Dr. Georgiana Ifrim is an Associate Professor at the School of Computer Science, UCD, co-lead of the SFI Centre for Research Training in Machine Learning (ML-Labs) and SFI Funded Investigator with the Insight Centre for Data Analytics and VistaMilk SFI Centre. She holds a PhD and MSc in Machine Learning, from Max-Planck Institute for Informatics, Germany, and a BSc in Computer Science, from University of Bucharest, Romania. Her research focuses on effective approaches for large scale sequence learning, time series classification and text mining. She has published more than 40 peer-reviewed articles in top ranked international journals and conferences and holds senior positions in the program committees for IJCAI, AAAI and ECML-PKDD, as well as in the editorial board of the Machine Learning Journal, Springer. Most of her research group’s work is released as open source data and software to encourage research reproducibility: https://github.com/mlgig
Did, or do you face any challenges as a woman in your field and how have you overcome them?
I think the biggest challenge has been becoming a parent and trying to stay afloat in my career. In many cases my male colleagues had stay-at-home or part-time working partners, which was not an option for me.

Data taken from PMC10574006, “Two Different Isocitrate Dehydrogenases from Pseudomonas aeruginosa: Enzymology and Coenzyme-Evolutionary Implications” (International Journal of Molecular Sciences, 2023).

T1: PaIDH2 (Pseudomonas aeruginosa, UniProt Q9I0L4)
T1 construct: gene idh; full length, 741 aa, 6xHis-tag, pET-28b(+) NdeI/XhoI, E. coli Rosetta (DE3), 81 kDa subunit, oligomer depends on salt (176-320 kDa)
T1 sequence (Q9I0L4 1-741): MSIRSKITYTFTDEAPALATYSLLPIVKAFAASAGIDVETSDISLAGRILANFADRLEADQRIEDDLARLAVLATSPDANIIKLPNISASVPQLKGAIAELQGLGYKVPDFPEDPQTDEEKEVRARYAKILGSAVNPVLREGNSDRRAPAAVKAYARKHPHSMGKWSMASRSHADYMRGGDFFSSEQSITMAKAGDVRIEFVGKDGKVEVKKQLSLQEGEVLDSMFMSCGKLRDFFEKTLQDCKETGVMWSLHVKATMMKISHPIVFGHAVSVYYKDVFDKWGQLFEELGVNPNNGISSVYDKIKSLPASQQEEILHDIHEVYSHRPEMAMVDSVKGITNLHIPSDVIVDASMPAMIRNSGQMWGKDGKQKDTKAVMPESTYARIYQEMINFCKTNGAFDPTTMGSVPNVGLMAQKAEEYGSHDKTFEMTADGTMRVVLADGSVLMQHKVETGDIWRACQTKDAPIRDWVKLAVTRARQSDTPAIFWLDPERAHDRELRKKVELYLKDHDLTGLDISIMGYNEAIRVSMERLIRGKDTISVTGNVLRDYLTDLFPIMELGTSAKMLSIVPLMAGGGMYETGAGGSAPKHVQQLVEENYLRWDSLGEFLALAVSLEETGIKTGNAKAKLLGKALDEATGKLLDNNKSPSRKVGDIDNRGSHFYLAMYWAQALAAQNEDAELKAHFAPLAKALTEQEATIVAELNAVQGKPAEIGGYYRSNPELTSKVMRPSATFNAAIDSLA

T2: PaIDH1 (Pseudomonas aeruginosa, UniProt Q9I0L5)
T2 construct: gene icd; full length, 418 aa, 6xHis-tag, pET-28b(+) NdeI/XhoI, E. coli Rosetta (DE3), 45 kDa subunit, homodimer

I was lucky enough to get a postdoc position right after my PhD and have an advisor who was supportive, even when I had to go on maternity leave a few months after starting my contract. Having paid maternity leave was absolutely necessary for me and living in Denmark at that time this support was available. The first few years with a young child are very challenging, and I managed that by hiring child support after 8 months of maternity leave and working less hours in the first few months of coming back to work. This being said, I was working very focused, so I think I got a lot done in 6h each day, because I knew that is my window of opportunity to work focused on my career, after which I had to switch to parent mode. A supportive partner is also a must, to manage to juggle the parenthood with early research career years, and any help you can get from family and friends. Financial support is of course key in this difficult period, and this is likely the main reason many women leave their career path after having children. An amount of stubbornness to keep going is also useful 😊.